Faith in Song

Sunday, December 7, 2003 | 12:00 a.m. CST; updated 9:46 p.m. CDT, Thursday, July 17, 2008

Under the same roof that once sheltered a bar and a dance club, Pastor Fred Martie asks for a witness. He receives a rousing “Amen” from a congregation of about 40 people, and he tells them they have an opportunity to be blessed this night.

Then the music begins.

Feet tap on the wooden floor and hands clap to the beat as Southern gospel music fills Living Faith Center in Ashland. It’s monthly music night, and the small country church in the Fowler Creek valley is just warming up.

Living Faith is set up for a night like this. The altar at the front extends the width of the building and is lighted from above. And the ceiling is low there — about 7 feet — leaving little room for sound to go but out over the pews.

After a brief performance by Martie’s group, Out of the Valley Quartet, New Horizons takes the stage. They open with “Where The Soul Of Man Never Dies,” and the voices of the Rhoades family from Lebanon, Mo., blend in rich harmony.

Max Rhoades looms large on stage and sings lead soprano. Brother Danny Rhoades adds the tenor, and sister Becky Rhoades Buttrey fills in with alto. They joke that their voices may be better suited for bluegrass, but their passion for the Lord seems to suggest otherwise.

The church shakes with conviction as men, women and children sing along with the group. Although the family’s songs cover topics as varied as love, home, the devil and food, their emotion remains constant.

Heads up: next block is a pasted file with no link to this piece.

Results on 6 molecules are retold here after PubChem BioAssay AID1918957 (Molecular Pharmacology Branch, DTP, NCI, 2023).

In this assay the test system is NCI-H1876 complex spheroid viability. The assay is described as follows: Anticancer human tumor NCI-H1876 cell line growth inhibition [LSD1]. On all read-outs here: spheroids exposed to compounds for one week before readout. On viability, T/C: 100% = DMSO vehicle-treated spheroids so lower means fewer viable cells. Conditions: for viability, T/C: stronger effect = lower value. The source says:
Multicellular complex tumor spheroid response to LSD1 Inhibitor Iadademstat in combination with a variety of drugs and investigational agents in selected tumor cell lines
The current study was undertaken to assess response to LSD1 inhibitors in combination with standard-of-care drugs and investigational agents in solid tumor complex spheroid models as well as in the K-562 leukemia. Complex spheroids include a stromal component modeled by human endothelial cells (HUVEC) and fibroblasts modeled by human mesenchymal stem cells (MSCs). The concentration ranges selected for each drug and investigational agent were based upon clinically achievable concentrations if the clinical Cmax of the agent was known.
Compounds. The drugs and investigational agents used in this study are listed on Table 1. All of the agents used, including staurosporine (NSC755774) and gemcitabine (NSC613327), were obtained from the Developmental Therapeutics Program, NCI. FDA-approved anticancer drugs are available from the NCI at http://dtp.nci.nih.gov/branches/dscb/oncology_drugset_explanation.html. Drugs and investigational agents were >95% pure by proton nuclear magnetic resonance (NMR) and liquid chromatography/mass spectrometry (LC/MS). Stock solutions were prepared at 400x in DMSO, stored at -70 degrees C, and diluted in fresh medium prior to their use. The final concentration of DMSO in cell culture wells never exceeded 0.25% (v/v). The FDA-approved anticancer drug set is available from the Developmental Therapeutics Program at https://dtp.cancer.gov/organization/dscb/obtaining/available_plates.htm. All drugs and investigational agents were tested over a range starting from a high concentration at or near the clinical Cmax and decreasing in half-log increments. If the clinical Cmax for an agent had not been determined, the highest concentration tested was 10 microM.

“This music causes people to drop their defenses and open up their hearts,” Martie says during a break in singing.

The Rhoadeses celebrated their 36th year of music ministry this summer. “It’s what God wants us to do,” Danny says.

They spend more than 50 weekends a year traveling the Midwest and singing the word of God. Their large red tour bus and extensive collection of professional sound equipment hint at the success they have had on the road.

But group members know they are just messengers. “Jesus is the main attraction,” Danny and his siblings say in song.

Later, Martie agrees. “Music is a doorway to preach the gospel.” He says the music nights at his church are a great way to reach people and let them experience the Lord firsthand.

As the night draws to a close, Glenn Sherrick of Sturgeon rejoices in the pews with his daughter and granddaughter while the Rhoadeses sing his favorite song, “Blessed Assurance.” Raising his hands in praise and tilting his head toward the heavens, he sings with the group.

“It gets into your soul,” Sherrick says.

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